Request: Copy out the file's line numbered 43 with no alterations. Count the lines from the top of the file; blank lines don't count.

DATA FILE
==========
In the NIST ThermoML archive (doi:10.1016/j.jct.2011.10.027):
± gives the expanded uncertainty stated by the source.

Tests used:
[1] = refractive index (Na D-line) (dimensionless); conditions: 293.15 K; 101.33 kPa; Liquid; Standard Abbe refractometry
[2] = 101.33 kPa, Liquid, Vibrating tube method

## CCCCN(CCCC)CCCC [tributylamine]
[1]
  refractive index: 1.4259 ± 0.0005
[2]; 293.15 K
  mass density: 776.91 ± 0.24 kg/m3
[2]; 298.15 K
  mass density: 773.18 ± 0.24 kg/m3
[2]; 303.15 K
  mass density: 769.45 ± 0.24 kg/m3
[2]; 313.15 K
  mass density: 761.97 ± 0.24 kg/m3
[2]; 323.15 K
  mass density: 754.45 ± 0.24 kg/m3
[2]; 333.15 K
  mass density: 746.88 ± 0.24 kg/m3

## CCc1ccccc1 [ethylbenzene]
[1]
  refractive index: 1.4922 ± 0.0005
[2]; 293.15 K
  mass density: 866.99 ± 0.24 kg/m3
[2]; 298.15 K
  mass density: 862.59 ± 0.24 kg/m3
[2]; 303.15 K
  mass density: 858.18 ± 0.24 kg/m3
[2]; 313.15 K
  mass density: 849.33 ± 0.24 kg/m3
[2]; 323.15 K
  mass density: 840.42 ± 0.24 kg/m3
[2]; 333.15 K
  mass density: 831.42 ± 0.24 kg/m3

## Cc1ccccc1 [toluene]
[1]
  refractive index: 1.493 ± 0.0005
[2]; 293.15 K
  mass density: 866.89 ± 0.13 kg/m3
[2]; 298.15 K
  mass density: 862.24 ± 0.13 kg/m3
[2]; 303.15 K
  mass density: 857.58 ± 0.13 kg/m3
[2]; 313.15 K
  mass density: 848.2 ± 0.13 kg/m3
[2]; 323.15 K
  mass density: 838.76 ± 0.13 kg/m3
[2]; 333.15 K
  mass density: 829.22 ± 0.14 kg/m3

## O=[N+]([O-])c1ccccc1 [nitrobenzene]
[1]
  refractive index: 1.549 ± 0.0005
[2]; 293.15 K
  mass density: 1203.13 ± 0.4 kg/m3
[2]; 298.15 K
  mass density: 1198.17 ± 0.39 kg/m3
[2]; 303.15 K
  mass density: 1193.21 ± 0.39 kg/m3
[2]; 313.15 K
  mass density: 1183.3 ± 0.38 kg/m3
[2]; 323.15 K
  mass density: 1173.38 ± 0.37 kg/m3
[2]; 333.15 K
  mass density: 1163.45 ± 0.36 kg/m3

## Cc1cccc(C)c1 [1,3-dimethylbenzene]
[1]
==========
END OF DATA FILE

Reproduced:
[2]; 303.15 K